Depressive Symptoms May Make Asthma Control More Difficult

Release Date: October 25, 2011 | By Sylviane Duval, Contributing Writer
Research Source: General Hospital Psychiatry


  • Symptoms of depression are more prevalent among people with asthma than among the general population, according to a new study.
  • Depressive symptoms in people with asthma are associated with health risks like physical inactivity, smoking and insufficient sleep.
  • Physical inactivity, smoking and insufficient sleep in people with asthma and depressive symptoms may lead to worsening asthma symptoms and poor general health.
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People with asthma are more likely to have symptoms of depression. A new study suggests these symptoms are linked to a host of other negative health risks that may lead to a worsening of asthma symptoms and an overall decline in health.

“People who are depressed are more likely to...have a harder time doing things that help maintain good health,” said Aviva Goral of the Gertner Institute for Epidemiology and Health Policy Research in Israel, the corresponding author of a study appearing online in the journal General Hospital Psychiatry.

Results of Goral’s study, which surveyed 9,509 Israeli adults, suggest that even mild depressive symptoms—with no accompanying diagnosis of clinical depression—may be associated with such health-related risk factors as smoking, physical inactivity and insufficient sleep. The findings are consistent with other studies that found that negative health-related risk factors lead to poor asthma control and may contribute to the link between asthma and depression.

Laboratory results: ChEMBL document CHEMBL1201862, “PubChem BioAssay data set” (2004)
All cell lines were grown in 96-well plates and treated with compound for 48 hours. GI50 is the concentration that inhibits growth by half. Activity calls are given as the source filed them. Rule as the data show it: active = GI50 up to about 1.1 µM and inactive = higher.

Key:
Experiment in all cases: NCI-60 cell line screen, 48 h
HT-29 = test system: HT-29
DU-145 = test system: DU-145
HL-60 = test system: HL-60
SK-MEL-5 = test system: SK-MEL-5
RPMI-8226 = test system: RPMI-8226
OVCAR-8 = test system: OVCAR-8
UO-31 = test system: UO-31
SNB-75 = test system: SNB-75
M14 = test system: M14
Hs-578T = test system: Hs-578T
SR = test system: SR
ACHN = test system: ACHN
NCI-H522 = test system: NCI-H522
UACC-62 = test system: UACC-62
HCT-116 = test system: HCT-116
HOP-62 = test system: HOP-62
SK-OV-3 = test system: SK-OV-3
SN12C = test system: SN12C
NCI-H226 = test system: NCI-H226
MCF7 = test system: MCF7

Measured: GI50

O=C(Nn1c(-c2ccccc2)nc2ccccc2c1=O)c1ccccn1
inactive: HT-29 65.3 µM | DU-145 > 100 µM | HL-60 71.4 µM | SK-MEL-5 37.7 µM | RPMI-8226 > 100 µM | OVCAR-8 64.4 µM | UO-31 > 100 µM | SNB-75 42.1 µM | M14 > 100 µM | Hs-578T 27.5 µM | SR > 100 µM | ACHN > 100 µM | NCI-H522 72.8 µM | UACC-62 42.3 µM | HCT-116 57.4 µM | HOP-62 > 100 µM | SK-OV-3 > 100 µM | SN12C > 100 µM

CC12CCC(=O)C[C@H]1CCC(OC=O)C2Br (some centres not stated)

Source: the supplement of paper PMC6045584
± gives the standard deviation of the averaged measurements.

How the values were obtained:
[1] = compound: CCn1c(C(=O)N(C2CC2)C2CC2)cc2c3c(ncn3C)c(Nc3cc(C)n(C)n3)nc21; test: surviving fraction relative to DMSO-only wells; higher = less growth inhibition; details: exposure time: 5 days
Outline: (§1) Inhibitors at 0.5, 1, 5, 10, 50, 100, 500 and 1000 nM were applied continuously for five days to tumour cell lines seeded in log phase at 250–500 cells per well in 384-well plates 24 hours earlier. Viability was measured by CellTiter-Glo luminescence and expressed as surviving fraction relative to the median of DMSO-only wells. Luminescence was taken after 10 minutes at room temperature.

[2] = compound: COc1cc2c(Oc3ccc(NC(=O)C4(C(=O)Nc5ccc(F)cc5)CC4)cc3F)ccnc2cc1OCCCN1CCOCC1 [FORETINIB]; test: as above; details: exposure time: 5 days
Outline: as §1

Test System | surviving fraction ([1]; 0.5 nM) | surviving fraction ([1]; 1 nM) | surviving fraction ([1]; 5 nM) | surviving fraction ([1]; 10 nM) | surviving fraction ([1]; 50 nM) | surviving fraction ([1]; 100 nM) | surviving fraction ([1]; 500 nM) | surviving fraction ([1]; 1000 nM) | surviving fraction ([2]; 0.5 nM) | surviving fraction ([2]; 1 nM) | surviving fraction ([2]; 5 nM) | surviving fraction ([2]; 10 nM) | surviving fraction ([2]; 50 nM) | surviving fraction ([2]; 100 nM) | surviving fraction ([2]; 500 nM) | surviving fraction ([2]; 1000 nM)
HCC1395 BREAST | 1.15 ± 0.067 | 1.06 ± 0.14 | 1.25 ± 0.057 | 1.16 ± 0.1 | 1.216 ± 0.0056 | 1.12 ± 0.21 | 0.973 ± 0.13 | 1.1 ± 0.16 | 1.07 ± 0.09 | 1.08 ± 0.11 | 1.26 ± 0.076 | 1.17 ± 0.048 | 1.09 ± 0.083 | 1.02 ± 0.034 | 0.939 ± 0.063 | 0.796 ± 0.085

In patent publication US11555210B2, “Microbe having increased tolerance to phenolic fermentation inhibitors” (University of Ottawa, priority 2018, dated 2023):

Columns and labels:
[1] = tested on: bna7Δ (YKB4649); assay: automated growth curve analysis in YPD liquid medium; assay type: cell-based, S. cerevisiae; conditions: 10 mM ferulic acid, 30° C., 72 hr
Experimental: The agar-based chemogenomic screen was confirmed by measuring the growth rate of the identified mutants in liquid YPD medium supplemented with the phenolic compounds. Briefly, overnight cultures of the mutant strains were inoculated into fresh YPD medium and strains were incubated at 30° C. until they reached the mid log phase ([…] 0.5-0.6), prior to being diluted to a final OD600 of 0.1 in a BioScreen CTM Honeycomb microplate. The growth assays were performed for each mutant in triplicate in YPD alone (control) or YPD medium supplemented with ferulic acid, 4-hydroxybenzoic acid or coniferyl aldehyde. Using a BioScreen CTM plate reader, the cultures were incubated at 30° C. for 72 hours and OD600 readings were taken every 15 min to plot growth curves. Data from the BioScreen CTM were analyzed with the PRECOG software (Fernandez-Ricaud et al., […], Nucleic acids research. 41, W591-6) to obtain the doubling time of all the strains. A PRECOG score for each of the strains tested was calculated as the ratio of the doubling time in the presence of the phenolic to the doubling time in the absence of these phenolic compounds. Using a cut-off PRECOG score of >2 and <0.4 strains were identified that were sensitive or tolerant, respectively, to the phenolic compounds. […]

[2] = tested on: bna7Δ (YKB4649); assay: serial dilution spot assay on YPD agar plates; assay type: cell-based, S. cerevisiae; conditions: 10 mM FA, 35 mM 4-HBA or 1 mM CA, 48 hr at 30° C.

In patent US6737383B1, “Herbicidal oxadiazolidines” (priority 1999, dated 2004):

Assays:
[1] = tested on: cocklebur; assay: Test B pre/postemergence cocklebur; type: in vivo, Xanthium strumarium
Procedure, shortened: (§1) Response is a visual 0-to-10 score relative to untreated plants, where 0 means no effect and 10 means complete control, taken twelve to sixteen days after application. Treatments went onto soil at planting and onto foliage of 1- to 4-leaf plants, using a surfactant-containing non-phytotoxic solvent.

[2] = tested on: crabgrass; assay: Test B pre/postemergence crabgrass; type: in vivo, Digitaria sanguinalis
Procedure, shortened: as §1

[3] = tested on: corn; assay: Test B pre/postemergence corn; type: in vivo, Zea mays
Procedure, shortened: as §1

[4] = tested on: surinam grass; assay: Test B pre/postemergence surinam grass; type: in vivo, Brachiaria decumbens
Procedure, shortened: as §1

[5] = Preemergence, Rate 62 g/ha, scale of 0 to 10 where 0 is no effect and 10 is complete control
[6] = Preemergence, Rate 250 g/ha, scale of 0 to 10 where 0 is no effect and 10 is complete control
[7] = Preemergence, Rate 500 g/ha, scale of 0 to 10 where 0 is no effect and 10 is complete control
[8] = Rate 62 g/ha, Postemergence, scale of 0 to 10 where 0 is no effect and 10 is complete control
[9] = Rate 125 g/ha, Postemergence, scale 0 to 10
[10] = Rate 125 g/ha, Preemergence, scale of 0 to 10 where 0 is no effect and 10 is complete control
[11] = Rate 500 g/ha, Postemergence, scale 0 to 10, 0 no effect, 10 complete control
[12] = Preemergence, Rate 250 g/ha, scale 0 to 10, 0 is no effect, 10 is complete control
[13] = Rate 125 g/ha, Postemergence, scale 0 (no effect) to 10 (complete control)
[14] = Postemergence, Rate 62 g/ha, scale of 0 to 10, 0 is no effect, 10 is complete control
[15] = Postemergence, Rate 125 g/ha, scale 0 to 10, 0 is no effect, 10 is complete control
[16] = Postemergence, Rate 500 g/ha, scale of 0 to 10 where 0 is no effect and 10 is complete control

Adequate sleep is vital to good health. Yet, Goral’s study found that 56 percent of asthmatic people with depressive symptoms slept for 6 hours or less compared with 38 percent of people with asthma and no depressive symptoms.  Asthma symptoms and certain asthma medications can be associated with poor sleep, which depressive symptoms may make even worse.  Similarly, depressive symptoms were associated with a 70 percent increased likelihood of smoking. Smoking is associated with poor asthma control and worsening symptoms.

Carole Madeley RRT, CRE, MASc, director of respiratory health programs at the Ontario Lung Association, confirms that depression can lead to sub-optimal asthma self-management.

“Depression is more common in people with asthma than in the general public,” she said, “and goes undiagnosed more often. It is associated with worse asthma-related quality of life and self-management. Asthma patients—especially those with severe asthma—should be assessed for depression, which should be treated as part of the overall asthma management.”

Nonetheless, Madeley points out that research findings related to asthma and depression are not generally conclusive, and further studies are needed.

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Reach the Health Behavior News Service, part of the Center for Advancing Health, at (202) 387-2829 or

General Hospital Psychiatry is a peer-reviewed research journal published bimonthly by Elsevier Inc.  For information about the journal, contact Wayne Katon, M.D., at (206) 543-7177.

Goral, A., et al. Depressive symptoms, risk factors and sleep in asthma: Results from a national Israeli Health Survey. In Press. General Hospital Psychiatry.

Tags for this article:
Asthma   Depression/Anxiety  

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